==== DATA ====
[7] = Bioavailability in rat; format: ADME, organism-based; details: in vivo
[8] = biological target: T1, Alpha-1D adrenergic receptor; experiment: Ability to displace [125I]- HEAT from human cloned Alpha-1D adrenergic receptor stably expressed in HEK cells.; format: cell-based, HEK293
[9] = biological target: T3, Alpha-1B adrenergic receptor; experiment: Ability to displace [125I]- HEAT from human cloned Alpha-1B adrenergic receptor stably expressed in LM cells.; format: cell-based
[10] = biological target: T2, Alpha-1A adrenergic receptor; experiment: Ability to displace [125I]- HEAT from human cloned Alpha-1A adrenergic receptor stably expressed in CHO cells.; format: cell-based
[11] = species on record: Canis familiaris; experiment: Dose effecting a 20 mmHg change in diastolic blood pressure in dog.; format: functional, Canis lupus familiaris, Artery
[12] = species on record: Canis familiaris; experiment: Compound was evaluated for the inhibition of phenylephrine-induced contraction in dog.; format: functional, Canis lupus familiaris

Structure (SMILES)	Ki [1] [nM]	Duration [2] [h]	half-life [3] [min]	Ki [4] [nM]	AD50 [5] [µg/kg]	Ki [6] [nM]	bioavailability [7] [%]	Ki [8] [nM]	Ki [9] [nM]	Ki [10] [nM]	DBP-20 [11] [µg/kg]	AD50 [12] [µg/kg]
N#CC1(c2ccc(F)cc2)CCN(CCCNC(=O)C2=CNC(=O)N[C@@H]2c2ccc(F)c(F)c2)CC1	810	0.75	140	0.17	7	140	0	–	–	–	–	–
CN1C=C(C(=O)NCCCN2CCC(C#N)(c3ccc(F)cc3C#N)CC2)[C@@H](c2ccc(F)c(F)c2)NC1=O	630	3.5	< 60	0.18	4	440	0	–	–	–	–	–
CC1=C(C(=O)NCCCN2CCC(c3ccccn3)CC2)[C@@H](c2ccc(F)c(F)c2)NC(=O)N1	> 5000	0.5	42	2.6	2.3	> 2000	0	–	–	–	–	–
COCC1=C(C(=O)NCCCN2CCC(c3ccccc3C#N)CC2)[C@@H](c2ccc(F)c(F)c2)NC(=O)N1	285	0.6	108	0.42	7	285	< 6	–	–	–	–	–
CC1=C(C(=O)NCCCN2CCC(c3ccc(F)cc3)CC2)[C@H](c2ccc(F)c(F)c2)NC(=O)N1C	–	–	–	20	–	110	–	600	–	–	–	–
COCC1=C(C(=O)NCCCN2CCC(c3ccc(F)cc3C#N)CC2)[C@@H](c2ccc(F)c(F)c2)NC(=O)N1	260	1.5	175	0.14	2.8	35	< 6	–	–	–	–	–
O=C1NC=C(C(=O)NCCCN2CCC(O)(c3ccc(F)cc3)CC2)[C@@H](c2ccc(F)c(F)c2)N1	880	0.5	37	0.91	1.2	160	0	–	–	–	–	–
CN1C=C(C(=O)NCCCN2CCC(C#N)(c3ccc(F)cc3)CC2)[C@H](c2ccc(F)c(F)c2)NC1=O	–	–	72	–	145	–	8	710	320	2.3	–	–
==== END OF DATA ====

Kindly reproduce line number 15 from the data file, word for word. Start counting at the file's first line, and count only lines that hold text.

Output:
CN1C=C(C(=O)NCCCN2CCC(C#N)(c3ccc(F)cc3)CC2)[C@H](c2ccc(F)c(F)c2)NC1=O	–	–	72	–	145	–	8	710	320	2.3	–	–